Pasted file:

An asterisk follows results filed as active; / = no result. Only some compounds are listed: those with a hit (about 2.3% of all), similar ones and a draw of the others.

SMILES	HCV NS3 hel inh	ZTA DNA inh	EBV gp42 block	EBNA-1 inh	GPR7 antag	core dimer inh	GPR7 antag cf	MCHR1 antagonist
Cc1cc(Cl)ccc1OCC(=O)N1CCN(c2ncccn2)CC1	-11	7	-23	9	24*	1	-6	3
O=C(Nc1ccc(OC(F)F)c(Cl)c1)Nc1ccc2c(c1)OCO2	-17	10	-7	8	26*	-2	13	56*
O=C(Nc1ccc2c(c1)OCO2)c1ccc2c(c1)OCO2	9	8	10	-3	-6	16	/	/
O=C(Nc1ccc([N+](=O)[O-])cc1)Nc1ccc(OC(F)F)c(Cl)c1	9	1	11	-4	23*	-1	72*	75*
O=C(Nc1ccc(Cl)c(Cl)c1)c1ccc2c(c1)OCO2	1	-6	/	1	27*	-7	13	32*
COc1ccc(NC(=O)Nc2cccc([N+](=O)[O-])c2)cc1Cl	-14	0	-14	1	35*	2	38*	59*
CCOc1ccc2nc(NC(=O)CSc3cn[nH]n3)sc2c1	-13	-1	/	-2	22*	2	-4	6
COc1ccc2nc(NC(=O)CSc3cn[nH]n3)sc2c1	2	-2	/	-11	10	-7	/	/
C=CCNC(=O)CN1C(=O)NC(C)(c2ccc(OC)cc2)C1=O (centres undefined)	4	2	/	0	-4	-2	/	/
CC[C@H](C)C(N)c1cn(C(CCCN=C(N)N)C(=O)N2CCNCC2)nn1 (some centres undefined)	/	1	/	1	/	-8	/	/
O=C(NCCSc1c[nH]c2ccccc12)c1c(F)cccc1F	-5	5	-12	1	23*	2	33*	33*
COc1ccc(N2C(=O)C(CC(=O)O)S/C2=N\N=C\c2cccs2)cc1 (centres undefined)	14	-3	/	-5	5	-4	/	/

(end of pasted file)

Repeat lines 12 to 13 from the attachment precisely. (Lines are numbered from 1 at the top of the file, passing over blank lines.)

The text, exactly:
CC[C@H](C)C(N)c1cn(C(CCCN=C(N)N)C(=O)N2CCNCC2)nn1 (some centres undefined)	/	1	/	1	/	-8	/	/
O=C(NCCSc1c[nH]c2ccccc12)c1c(F)cccc1F	-5	5	-12	1	23*	2	33*	33*